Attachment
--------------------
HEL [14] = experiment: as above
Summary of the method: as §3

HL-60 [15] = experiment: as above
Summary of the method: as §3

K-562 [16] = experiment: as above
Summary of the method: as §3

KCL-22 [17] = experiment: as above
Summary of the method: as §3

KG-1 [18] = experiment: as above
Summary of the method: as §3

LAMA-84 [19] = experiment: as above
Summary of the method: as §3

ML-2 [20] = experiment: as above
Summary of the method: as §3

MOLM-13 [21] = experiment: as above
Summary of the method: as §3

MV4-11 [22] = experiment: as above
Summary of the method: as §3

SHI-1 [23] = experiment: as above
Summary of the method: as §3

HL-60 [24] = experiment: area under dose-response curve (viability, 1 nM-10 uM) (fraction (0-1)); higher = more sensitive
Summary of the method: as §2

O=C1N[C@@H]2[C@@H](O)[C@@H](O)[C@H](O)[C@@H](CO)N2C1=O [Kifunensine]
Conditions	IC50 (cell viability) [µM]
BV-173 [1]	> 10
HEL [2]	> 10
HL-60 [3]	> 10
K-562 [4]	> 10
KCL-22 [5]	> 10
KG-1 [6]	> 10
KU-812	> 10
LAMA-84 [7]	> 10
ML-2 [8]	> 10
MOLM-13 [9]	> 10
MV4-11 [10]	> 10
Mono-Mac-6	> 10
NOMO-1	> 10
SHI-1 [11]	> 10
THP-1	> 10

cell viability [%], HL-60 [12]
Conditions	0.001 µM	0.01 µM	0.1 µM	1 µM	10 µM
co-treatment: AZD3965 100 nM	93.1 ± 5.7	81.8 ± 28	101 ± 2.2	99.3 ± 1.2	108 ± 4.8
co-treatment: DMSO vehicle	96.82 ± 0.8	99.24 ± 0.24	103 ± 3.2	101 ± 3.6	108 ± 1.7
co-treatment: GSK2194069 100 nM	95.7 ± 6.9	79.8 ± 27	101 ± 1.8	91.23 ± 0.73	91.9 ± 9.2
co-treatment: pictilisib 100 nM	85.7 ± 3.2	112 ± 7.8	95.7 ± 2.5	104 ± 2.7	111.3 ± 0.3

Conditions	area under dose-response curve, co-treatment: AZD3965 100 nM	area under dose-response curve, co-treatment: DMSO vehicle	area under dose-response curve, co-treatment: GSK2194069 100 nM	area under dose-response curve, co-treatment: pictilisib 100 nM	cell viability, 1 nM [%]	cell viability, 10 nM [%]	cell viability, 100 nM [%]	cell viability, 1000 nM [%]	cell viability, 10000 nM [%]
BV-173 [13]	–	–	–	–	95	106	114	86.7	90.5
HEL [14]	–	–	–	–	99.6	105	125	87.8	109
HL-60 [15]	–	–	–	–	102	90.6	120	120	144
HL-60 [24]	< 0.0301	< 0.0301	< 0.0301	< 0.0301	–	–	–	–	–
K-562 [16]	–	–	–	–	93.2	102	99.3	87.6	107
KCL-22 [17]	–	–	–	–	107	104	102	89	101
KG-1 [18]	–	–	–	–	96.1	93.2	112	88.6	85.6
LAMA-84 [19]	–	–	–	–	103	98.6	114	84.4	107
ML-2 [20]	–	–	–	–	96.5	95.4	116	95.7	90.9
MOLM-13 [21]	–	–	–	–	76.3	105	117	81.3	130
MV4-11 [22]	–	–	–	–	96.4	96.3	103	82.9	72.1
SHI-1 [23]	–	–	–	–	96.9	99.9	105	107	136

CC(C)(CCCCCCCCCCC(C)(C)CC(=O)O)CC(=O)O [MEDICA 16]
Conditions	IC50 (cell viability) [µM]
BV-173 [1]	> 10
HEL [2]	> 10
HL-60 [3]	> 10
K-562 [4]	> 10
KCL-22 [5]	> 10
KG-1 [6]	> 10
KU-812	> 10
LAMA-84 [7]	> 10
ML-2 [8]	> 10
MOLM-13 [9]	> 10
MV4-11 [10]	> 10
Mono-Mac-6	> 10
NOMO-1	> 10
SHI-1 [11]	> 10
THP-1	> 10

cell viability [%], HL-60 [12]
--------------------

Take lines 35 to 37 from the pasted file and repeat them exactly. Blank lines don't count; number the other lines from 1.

MV4-11 [10]	> 10
Mono-Mac-6	> 10
NOMO-1	> 10